Excerpted from Other Words.
Libya is commonly counted as a success story among the ongoing Arab uprisings. NATO bombing, the story goes, saved thousands of lives and allowed Libyans to overthrow the absurd and murderous Muammar Gaddafi. The intervention proves that the West has aligned its interests in the Arab world with its values — and may even be a measure of redemption for the 2003 invasion of Iraq and the deeper colonial past.
Not much of this comforting tale rings true.
The regime Gaddafi led was violent and decrepit. It did, however, have a support base that, albeit narrow, was broader than those of dictators in Tunisia and Egypt. Libyans were also divided, to some degree, by long-standing regional and tribal claims, some of which Gaddafi’s regime had exploited to consolidate its rule. The situation a year ago was part popular uprising, part civil war. NATO’s intervention seems to have strengthened the latter half of the equation.
It’s far from clear that NATO warplanes saved lives. When Libya’s deputy UN ambassador Ibrahim Dabbashi warned of “genocide” as he defected from the regime in February 2011, the death toll was 233, according to Human Rights Watch. Estimates of the total number dead are now all over the map and run as high as 30,000, but all sources agree that most of these people were killed after the UN Security Council authorized the NATO sorties on March 17.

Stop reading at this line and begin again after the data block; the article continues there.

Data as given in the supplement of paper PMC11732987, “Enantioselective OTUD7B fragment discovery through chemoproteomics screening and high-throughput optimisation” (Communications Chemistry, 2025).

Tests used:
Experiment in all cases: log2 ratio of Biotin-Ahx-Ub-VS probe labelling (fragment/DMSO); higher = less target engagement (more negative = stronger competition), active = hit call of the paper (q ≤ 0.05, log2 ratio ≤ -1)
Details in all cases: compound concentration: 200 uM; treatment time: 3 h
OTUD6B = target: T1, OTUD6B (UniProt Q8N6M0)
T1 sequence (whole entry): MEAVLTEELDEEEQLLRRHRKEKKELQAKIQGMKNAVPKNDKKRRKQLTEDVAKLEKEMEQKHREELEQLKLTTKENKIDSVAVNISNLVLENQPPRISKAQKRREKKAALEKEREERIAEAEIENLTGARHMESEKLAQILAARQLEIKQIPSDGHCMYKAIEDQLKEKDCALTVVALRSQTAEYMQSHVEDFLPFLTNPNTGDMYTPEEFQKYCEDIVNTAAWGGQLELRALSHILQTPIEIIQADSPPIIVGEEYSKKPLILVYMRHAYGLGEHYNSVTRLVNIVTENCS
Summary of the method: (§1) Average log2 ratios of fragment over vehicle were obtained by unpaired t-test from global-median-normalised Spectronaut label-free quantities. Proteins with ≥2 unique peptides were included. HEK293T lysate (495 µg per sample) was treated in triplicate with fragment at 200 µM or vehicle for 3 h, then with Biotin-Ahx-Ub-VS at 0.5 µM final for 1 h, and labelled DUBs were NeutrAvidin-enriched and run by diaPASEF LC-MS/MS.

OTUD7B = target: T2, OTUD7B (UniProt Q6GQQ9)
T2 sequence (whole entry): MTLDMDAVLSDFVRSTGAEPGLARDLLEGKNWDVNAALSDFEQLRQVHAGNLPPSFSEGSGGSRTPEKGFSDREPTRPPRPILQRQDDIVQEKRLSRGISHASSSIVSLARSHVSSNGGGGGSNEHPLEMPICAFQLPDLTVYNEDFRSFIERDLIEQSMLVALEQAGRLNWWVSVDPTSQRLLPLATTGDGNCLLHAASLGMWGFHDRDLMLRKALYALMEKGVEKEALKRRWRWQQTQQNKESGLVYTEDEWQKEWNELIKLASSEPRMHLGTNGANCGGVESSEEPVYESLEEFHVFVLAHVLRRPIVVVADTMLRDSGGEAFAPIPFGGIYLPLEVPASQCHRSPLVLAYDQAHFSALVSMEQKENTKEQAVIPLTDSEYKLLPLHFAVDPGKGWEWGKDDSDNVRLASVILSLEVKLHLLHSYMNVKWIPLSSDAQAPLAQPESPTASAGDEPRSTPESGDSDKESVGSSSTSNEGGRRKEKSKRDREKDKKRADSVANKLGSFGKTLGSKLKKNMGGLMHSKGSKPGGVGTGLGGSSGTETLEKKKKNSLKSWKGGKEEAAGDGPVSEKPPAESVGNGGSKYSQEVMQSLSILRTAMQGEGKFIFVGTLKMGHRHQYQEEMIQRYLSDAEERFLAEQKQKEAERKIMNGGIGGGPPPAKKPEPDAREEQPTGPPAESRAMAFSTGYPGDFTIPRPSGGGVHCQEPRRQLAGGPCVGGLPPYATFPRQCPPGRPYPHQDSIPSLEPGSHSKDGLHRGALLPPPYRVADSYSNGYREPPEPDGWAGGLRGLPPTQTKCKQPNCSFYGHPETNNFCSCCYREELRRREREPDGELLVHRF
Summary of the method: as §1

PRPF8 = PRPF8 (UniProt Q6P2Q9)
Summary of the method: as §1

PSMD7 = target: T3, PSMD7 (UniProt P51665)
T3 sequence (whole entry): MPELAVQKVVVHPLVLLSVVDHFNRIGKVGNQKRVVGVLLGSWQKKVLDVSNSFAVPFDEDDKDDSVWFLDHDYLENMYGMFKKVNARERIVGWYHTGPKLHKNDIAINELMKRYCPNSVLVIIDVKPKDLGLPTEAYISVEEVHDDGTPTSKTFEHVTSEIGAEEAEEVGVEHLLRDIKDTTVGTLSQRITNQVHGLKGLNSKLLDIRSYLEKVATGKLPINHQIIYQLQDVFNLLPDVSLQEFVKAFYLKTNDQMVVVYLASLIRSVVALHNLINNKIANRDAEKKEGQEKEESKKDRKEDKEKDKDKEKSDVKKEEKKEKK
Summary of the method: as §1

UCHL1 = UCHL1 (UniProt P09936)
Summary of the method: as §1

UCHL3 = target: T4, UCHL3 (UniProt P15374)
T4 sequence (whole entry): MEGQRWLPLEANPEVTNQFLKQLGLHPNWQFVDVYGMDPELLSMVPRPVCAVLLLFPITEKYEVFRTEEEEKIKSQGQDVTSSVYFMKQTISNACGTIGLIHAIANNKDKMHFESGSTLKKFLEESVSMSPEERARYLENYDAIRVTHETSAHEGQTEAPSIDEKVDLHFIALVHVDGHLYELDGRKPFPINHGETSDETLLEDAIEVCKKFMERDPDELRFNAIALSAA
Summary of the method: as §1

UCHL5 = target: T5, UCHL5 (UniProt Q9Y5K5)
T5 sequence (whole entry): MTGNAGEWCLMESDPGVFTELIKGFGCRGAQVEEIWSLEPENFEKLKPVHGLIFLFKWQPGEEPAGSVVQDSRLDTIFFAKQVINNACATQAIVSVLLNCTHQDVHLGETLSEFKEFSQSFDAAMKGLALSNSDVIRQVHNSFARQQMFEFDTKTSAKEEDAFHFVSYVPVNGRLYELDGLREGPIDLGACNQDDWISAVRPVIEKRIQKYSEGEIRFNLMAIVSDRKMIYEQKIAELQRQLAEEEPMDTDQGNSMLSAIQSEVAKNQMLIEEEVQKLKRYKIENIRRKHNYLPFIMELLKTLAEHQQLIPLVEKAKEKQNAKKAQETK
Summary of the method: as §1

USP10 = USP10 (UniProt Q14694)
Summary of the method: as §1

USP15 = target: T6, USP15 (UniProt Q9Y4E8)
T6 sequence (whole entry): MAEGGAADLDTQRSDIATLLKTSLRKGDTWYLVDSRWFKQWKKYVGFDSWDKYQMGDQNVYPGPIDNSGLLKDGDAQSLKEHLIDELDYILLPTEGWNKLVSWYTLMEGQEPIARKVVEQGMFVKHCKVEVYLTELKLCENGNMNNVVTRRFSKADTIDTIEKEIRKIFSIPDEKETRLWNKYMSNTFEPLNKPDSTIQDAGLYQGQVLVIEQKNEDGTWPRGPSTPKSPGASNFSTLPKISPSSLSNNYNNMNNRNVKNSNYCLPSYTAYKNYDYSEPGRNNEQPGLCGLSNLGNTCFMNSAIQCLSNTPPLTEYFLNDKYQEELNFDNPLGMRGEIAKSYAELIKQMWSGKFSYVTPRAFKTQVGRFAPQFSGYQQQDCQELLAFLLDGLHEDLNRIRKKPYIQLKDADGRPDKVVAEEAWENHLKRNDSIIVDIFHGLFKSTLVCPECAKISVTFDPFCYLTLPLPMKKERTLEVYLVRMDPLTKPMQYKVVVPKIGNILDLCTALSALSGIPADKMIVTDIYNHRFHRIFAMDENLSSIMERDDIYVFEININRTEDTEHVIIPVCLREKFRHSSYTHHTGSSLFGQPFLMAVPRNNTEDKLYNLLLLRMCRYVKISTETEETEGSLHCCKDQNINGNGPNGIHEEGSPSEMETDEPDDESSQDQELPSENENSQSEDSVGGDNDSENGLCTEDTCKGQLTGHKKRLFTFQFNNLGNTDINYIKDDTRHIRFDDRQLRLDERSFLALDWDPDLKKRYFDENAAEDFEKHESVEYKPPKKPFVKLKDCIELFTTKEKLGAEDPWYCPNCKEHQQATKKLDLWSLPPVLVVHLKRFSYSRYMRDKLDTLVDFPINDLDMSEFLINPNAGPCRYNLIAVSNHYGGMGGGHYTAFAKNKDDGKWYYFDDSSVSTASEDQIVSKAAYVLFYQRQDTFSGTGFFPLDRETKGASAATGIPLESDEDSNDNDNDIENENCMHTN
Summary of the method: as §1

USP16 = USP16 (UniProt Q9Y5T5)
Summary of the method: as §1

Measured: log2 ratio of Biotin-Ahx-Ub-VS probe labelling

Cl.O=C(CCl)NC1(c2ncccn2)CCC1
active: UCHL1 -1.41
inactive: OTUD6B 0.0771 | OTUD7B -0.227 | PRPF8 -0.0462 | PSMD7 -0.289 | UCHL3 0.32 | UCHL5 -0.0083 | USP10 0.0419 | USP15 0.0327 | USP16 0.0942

No one knows how many were civilians, or how many died under NATO bombs, but NATO and allies like Qatar badly overstepped the stricture to “protect civilians” laid out in the UN Security Council resolution. They ignored, for instance, the arms embargo stipulated in the previous resolution, supplying weapons, training, and in the end tactical instructions to the rebels.
The overall effect of the intervention was thus to intensify and prolong the combat on the ground rather than end it swiftly. And the long-term consequences for Libya grossly contradict the NATO mission’s spirit
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Chris Toensing is editor of Middle East Report, published by the Middle East Research and Information Project.